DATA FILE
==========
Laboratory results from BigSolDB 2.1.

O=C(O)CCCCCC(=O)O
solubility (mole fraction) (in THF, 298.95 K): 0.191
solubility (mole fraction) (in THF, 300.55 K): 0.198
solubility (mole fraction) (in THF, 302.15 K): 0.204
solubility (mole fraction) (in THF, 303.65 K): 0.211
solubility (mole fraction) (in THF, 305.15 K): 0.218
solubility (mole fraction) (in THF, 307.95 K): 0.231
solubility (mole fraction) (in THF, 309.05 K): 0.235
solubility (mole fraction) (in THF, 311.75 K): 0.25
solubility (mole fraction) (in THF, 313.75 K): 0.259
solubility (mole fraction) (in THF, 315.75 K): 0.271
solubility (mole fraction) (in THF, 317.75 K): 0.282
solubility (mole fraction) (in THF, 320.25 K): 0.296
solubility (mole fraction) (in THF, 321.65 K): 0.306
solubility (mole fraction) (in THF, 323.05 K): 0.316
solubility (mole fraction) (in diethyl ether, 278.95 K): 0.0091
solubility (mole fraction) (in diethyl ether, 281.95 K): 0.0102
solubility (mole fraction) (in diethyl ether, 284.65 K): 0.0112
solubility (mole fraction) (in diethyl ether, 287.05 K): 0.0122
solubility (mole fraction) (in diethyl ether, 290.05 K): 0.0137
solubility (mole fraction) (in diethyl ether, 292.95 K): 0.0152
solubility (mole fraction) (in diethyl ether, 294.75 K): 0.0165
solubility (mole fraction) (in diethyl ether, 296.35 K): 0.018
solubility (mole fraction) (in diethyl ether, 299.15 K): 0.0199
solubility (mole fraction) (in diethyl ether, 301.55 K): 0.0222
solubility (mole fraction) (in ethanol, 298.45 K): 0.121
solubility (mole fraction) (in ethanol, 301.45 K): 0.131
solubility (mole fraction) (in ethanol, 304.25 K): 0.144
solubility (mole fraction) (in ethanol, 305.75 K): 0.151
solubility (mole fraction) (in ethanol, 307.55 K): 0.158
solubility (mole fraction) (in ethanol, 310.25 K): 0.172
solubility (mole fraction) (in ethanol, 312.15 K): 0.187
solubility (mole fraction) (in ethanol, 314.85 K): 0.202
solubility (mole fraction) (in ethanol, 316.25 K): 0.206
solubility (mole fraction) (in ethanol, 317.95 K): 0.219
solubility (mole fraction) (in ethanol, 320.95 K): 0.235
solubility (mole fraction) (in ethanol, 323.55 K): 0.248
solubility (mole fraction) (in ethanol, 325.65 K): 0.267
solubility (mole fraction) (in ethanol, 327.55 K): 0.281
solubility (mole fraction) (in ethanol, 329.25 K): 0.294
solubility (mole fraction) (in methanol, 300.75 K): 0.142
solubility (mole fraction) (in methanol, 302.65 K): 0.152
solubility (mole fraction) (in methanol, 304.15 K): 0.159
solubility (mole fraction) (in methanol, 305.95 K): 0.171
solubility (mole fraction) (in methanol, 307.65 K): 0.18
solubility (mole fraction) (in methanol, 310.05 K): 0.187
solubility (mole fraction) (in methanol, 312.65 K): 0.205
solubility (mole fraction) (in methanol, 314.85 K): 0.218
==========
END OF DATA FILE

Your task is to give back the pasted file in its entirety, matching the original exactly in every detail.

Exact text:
Laboratory results from BigSolDB 2.1.

O=C(O)CCCCCC(=O)O
solubility (mole fraction) (in THF, 298.95 K): 0.191
solubility (mole fraction) (in THF, 300.55 K): 0.198
solubility (mole fraction) (in THF, 302.15 K): 0.204
solubility (mole fraction) (in THF, 303.65 K): 0.211
solubility (mole fraction) (in THF, 305.15 K): 0.218
solubility (mole fraction) (in THF, 307.95 K): 0.231
solubility (mole fraction) (in THF, 309.05 K): 0.235
solubility (mole fraction) (in THF, 311.75 K): 0.25
solubility (mole fraction) (in THF, 313.75 K): 0.259
solubility (mole fraction) (in THF, 315.75 K): 0.271
solubility (mole fraction) (in THF, 317.75 K): 0.282
solubility (mole fraction) (in THF, 320.25 K): 0.296
solubility (mole fraction) (in THF, 321.65 K): 0.306
solubility (mole fraction) (in THF, 323.05 K): 0.316
solubility (mole fraction) (in diethyl ether, 278.95 K): 0.0091
solubility (mole fraction) (in diethyl ether, 281.95 K): 0.0102
solubility (mole fraction) (in diethyl ether, 284.65 K): 0.0112
solubility (mole fraction) (in diethyl ether, 287.05 K): 0.0122
solubility (mole fraction) (in diethyl ether, 290.05 K): 0.0137
solubility (mole fraction) (in diethyl ether, 292.95 K): 0.0152
solubility (mole fraction) (in diethyl ether, 294.75 K): 0.0165
solubility (mole fraction) (in diethyl ether, 296.35 K): 0.018
solubility (mole fraction) (in diethyl ether, 299.15 K): 0.0199
solubility (mole fraction) (in diethyl ether, 301.55 K): 0.0222
solubility (mole fraction) (in ethanol, 298.45 K): 0.121
solubility (mole fraction) (in ethanol, 301.45 K): 0.131
solubility (mole fraction) (in ethanol, 304.25 K): 0.144
solubility (mole fraction) (in ethanol, 305.75 K): 0.151
solubility (mole fraction) (in ethanol, 307.55 K): 0.158
solubility (mole fraction) (in ethanol, 310.25 K): 0.172
solubility (mole fraction) (in ethanol, 312.15 K): 0.187
solubility (mole fraction) (in ethanol, 314.85 K): 0.202
solubility (mole fraction) (in ethanol, 316.25 K): 0.206
solubility (mole fraction) (in ethanol, 317.95 K): 0.219
solubility (mole fraction) (in ethanol, 320.95 K): 0.235
solubility (mole fraction) (in ethanol, 323.55 K): 0.248
solubility (mole fraction) (in ethanol, 325.65 K): 0.267
solubility (mole fraction) (in ethanol, 327.55 K): 0.281
solubility (mole fraction) (in ethanol, 329.25 K): 0.294
solubility (mole fraction) (in methanol, 300.75 K): 0.142
solubility (mole fraction) (in methanol, 302.65 K): 0.152
solubility (mole fraction) (in methanol, 304.15 K): 0.159
solubility (mole fraction) (in methanol, 305.95 K): 0.171
solubility (mole fraction) (in methanol, 307.65 K): 0.18
solubility (mole fraction) (in methanol, 310.05 K): 0.187
solubility (mole fraction) (in methanol, 312.65 K): 0.205
solubility (mole fraction) (in methanol, 314.85 K): 0.218